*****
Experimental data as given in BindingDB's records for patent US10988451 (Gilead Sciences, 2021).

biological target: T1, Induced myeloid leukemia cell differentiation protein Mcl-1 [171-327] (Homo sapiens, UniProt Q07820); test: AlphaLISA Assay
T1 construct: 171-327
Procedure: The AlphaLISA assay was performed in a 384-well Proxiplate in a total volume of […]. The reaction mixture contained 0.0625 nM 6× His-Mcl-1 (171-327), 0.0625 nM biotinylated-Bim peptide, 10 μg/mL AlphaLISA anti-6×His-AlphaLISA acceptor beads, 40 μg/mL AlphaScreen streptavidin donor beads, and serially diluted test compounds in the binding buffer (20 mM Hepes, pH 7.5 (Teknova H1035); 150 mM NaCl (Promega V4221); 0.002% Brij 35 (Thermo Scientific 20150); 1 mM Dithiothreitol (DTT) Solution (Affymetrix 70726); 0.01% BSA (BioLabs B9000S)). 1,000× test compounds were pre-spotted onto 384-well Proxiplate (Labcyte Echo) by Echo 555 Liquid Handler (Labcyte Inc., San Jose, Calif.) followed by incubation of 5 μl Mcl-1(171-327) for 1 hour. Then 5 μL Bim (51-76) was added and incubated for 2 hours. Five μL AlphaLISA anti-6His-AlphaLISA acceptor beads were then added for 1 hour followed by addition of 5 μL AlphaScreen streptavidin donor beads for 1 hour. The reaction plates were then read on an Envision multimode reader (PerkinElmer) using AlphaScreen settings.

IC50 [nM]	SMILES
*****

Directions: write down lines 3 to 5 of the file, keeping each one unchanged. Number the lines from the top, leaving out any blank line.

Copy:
T1 construct: 171-327
Procedure: The AlphaLISA assay was performed in a 384-well Proxiplate in a total volume of […]. The reaction mixture contained 0.0625 nM 6× His-Mcl-1 (171-327), 0.0625 nM biotinylated-Bim peptide, 10 μg/mL AlphaLISA anti-6×His-AlphaLISA acceptor beads, 40 μg/mL AlphaScreen streptavidin donor beads, and serially diluted test compounds in the binding buffer (20 mM Hepes, pH 7.5 (Teknova H1035); 150 mM NaCl (Promega V4221); 0.002% Brij 35 (Thermo Scientific 20150); 1 mM Dithiothreitol (DTT) Solution (Affymetrix 70726); 0.01% BSA (BioLabs B9000S)). 1,000× test compounds were pre-spotted onto 384-well Proxiplate (Labcyte Echo) by Echo 555 Liquid Handler (Labcyte Inc., San Jose, Calif.) followed by incubation of 5 μl Mcl-1(171-327) for 1 hour. Then 5 μL Bim (51-76) was added and incubated for 2 hours. Five μL AlphaLISA anti-6His-AlphaLISA acceptor beads were then added for 1 hour followed by addition of 5 μL AlphaScreen streptavidin donor beads for 1 hour. The reaction plates were then read on an Envision multimode reader (PerkinElmer) using AlphaScreen settings.

IC50 [nM]	SMILES